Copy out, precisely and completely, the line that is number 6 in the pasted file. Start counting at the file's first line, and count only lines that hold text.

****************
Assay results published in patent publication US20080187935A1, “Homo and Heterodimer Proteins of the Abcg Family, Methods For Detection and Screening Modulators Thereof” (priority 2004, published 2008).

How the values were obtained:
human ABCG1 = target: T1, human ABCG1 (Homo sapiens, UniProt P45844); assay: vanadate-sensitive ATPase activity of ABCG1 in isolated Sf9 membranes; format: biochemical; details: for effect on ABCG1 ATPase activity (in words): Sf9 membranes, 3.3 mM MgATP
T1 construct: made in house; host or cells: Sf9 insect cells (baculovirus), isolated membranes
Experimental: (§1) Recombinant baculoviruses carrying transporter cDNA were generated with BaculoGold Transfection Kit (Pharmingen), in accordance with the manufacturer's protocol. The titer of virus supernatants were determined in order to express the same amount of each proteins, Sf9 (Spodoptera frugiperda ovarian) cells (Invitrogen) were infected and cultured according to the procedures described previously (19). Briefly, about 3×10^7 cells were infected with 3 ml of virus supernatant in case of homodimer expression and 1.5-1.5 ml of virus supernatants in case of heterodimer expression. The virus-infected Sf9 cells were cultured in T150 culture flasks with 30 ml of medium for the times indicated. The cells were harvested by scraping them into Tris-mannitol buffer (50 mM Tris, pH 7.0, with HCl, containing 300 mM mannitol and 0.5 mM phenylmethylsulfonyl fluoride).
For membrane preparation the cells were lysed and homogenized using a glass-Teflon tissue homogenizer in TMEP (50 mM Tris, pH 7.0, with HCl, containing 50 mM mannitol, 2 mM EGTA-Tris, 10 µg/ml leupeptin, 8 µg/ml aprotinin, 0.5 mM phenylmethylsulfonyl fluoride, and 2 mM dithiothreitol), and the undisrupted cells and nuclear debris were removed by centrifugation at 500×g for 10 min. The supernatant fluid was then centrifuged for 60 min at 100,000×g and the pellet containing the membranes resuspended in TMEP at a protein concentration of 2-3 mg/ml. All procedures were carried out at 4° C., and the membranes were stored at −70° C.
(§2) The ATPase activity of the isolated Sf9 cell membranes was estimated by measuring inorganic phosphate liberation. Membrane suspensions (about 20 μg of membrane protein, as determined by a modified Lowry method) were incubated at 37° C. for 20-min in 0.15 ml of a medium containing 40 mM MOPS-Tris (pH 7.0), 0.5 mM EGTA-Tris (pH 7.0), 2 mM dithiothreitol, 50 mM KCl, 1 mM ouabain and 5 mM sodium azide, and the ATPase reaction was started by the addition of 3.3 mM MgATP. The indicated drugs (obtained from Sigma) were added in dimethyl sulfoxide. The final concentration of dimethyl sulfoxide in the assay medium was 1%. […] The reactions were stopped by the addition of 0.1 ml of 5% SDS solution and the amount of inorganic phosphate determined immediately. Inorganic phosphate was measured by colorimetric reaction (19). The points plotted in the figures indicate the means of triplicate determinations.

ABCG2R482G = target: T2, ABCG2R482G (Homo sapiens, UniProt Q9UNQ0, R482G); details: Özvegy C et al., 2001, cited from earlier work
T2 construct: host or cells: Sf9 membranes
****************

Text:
For membrane preparation the cells were lysed and homogenized using a glass-Teflon tissue homogenizer in TMEP (50 mM Tris, pH 7.0, with HCl, containing 50 mM mannitol, 2 mM EGTA-Tris, 10 µg/ml leupeptin, 8 µg/ml aprotinin, 0.5 mM phenylmethylsulfonyl fluoride, and 2 mM dithiothreitol), and the undisrupted cells and nuclear debris were removed by centrifugation at 500×g for 10 min. The supernatant fluid was then centrifuged for 60 min at 100,000×g and the pellet containing the membranes resuspended in TMEP at a protein concentration of 2-3 mg/ml. All procedures were carried out at 4° C., and the membranes were stored at −70° C.